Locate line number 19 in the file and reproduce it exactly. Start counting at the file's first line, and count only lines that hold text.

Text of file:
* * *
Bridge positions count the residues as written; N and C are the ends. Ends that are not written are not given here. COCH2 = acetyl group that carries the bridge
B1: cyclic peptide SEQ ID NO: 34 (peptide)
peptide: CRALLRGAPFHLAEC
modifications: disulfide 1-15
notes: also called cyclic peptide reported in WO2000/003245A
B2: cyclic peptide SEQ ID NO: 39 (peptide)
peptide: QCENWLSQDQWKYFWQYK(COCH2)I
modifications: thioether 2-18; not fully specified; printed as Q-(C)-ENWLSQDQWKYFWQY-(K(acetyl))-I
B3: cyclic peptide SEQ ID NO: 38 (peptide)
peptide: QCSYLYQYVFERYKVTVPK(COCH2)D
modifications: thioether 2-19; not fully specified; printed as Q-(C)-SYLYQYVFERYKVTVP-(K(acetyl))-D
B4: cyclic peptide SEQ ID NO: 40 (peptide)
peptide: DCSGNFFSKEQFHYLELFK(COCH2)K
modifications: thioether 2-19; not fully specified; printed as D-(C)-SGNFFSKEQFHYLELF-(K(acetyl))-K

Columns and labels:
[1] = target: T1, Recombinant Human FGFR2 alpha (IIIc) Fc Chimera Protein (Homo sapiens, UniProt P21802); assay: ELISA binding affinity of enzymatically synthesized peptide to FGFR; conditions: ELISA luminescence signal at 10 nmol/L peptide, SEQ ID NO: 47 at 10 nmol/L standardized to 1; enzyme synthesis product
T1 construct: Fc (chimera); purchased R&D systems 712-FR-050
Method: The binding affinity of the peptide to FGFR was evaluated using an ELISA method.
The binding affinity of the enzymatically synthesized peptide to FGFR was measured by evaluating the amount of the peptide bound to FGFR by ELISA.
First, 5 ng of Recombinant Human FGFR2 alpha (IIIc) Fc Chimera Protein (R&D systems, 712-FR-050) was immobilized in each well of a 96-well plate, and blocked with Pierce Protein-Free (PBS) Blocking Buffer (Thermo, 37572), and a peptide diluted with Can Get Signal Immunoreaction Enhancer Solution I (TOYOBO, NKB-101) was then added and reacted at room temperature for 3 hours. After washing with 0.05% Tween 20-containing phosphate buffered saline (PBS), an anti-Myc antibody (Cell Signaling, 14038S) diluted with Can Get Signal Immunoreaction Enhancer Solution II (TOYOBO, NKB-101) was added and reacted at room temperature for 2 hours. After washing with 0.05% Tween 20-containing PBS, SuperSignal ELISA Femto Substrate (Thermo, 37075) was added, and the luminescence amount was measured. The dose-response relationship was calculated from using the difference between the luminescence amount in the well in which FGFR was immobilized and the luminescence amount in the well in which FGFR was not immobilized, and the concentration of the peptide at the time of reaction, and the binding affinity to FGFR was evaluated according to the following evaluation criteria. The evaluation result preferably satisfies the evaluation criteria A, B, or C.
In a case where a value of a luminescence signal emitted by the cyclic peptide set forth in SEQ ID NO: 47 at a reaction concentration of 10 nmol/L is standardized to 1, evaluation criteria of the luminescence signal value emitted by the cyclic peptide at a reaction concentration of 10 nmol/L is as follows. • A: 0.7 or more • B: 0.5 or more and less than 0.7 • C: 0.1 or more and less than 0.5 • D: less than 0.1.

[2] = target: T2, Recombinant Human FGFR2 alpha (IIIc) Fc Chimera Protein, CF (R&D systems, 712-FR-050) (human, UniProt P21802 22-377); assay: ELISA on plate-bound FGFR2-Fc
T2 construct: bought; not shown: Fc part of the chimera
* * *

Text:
The binding affinity of the enzymatically synthesized peptide to FGFR was measured by evaluating the amount of the peptide bound to FGFR by ELISA.